The title of this finely humble film, Trees Lounge, is the name of a New Jersey bar that acts as thirty something Tommy Basilio’s (Steve Buscemi) second home throughout it‘s running time. We initially find him hung-over, waking up in the Trees fifteen minutes after last call, demanding a shot of Wild Turkey. Tommy has just been fired, broken up with his pregnant girlfriend of eight years whose now involved with his once friend and former boss Rob (Anthony LaPaglia). Despite unable to keep his own car running, Tommy mooches around town looking for work as a mechanic, but spends most of his time getting drunk at the Trees making strained if appropriate acquaintances with some of the locals. Namely one Mike (Mark Boone Junior), who himself has his own domestic issues but has chosen to spend his “vacation” coming to the Trees everyday.
One thing becomes clear to all around Tommy – including his family, that he is a bit of a sad sack loser. A leech that expects everything but is unwilling to do the work required for a person to change their life situation. Unable to really get over his previous relationship or find work, he ends up taking over his recently deceased Uncle’s Ice-Cream truck, causing more trouble than it’s worth involving the seventeen-year-old niece of his former girlfriend.
Made in 1996, Trees Lounge reminds you of what a real independent film feels like. In recent years, the line seems to have become blurred in the mainstream as too who or what exactly constitutes such a thing. However, this film is the debut work of a true artist in writer/director/star Buscemi. Made for less than two million dollars, the film’s confronting reality of the almost pointlessness of life at times, alongside an ensemble of great performances from the likes of Junior, Chloe Sevigny, Elizabeth Bracco and Daniel Baldwin give the film a real spirit and ironic humour. Buscemi himself, as the central Tommy, plays out a meditation in all things loserdom excellently. Bad choices, selfishness, alienation, you name it; Tommy justifies such a label to himself and to all around him. Coupled with all that happens up until the poignant, almost depressing ending, it is difficult to sympathize with or for him. Not that Buscemi as writer/director expects or even wants us too. The laid-back, but hardly laconic script slowly draws out circumstance in a very observatory way avoiding influencing the audience too much about how we should feel about these people. We can only gauge their actions, not really react.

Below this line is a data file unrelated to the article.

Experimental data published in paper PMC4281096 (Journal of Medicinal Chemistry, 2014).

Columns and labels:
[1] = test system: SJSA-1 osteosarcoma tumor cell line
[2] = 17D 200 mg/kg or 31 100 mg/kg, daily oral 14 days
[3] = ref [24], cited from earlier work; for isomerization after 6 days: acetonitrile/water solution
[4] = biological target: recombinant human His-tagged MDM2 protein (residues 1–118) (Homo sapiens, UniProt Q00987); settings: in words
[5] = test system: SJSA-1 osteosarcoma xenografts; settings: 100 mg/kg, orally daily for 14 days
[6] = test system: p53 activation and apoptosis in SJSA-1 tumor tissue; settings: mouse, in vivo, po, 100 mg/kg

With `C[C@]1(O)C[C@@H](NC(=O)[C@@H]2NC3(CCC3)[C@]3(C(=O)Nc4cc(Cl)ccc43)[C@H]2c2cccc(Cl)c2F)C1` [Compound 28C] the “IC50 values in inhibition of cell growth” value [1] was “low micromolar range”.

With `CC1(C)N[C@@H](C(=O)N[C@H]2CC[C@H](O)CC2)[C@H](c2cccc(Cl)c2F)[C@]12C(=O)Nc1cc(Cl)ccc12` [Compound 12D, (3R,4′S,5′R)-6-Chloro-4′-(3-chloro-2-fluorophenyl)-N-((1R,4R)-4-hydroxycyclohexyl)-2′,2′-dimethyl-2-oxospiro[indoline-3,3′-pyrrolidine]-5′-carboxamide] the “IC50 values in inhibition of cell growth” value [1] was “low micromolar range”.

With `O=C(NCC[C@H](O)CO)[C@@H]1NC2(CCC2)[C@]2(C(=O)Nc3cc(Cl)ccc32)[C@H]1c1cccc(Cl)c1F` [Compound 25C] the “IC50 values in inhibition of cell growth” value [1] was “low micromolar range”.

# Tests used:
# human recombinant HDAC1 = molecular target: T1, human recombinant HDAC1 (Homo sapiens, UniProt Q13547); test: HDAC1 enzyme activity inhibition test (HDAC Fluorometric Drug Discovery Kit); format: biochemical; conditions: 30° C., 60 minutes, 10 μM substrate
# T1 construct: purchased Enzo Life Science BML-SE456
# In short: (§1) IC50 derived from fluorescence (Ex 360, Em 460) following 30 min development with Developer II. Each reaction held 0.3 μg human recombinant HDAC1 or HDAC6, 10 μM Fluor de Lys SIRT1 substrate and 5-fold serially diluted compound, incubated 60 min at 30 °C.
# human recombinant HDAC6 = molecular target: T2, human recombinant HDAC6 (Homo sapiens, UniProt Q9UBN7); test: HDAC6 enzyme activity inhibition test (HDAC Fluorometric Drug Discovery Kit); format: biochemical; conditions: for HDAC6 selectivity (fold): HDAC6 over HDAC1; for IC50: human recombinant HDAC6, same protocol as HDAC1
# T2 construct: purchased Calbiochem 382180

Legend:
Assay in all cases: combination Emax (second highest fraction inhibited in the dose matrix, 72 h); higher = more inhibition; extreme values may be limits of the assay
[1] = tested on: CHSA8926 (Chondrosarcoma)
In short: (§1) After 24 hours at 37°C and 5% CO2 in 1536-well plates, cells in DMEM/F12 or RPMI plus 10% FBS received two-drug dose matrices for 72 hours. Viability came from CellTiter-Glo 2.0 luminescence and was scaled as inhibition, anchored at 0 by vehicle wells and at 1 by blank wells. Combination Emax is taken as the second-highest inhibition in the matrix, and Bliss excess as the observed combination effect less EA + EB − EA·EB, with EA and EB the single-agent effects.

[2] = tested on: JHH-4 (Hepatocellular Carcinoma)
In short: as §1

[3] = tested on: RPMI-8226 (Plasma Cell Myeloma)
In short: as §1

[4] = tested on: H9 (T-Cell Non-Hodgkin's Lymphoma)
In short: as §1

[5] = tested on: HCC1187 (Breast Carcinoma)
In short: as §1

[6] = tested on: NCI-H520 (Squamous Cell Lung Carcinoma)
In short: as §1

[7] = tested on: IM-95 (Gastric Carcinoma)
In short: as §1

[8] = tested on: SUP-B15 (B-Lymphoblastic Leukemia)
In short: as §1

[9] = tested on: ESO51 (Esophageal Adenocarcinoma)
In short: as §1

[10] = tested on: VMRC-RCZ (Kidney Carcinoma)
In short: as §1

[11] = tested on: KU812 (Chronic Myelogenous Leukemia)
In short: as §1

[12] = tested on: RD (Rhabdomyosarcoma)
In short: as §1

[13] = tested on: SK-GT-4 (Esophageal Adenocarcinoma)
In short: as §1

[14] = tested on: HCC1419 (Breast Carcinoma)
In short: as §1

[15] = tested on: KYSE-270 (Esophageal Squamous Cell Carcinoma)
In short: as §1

A lesson to take from Trees then, is that life is what you make it – and sitting around in a dive bar all day will not help your cause. Tommy, and many like him, are destructive people to all who are close, never fully realising until it is too late. In short, and incorporating a great soundtrack to boot, Trees Loungeis a deeply humorous, albeit bleak slice of life that, if you let it, could possibly help put your own into perspective too.